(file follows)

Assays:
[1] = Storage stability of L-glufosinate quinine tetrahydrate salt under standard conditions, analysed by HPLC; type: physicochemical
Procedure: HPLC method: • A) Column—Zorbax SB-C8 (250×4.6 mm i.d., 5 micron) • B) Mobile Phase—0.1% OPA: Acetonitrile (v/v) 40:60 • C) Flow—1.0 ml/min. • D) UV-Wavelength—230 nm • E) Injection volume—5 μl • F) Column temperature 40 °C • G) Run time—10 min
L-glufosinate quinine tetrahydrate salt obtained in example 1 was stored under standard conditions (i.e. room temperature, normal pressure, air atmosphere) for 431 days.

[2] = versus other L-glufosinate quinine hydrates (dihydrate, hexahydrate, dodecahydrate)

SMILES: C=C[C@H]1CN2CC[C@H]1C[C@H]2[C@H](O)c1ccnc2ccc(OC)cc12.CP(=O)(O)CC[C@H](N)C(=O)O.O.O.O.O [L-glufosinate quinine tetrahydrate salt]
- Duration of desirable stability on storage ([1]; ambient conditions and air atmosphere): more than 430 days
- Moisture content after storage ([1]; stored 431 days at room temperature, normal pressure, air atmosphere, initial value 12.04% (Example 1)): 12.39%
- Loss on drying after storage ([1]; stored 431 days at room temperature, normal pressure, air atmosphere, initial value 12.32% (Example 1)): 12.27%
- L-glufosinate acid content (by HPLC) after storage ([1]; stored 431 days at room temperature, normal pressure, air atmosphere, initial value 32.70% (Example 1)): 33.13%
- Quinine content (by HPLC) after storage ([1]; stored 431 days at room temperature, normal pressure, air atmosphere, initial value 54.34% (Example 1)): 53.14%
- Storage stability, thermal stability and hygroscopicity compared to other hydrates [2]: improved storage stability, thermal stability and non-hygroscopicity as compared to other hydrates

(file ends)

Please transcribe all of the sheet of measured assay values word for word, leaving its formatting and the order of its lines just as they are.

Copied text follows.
Assays:
[1] = Storage stability of L-glufosinate quinine tetrahydrate salt under standard conditions, analysed by HPLC; type: physicochemical
Procedure: HPLC method: • A) Column—Zorbax SB-C8 (250×4.6 mm i.d., 5 micron) • B) Mobile Phase—0.1% OPA: Acetonitrile (v/v) 40:60 • C) Flow—1.0 ml/min. • D) UV-Wavelength—230 nm • E) Injection volume—5 μl • F) Column temperature 40 °C • G) Run time—10 min
L-glufosinate quinine tetrahydrate salt obtained in example 1 was stored under standard conditions (i.e. room temperature, normal pressure, air atmosphere) for 431 days.

[2] = versus other L-glufosinate quinine hydrates (dihydrate, hexahydrate, dodecahydrate)

SMILES: C=C[C@H]1CN2CC[C@H]1C[C@H]2[C@H](O)c1ccnc2ccc(OC)cc12.CP(=O)(O)CC[C@H](N)C(=O)O.O.O.O.O [L-glufosinate quinine tetrahydrate salt]
- Duration of desirable stability on storage ([1]; ambient conditions and air atmosphere): more than 430 days
- Moisture content after storage ([1]; stored 431 days at room temperature, normal pressure, air atmosphere, initial value 12.04% (Example 1)): 12.39%
- Loss on drying after storage ([1]; stored 431 days at room temperature, normal pressure, air atmosphere, initial value 12.32% (Example 1)): 12.27%
- L-glufosinate acid content (by HPLC) after storage ([1]; stored 431 days at room temperature, normal pressure, air atmosphere, initial value 32.70% (Example 1)): 33.13%
- Quinine content (by HPLC) after storage ([1]; stored 431 days at room temperature, normal pressure, air atmosphere, initial value 54.34% (Example 1)): 53.14%
- Storage stability, thermal stability and hygroscopicity compared to other hydrates [2]: improved storage stability, thermal stability and non-hygroscopicity as compared to other hydrates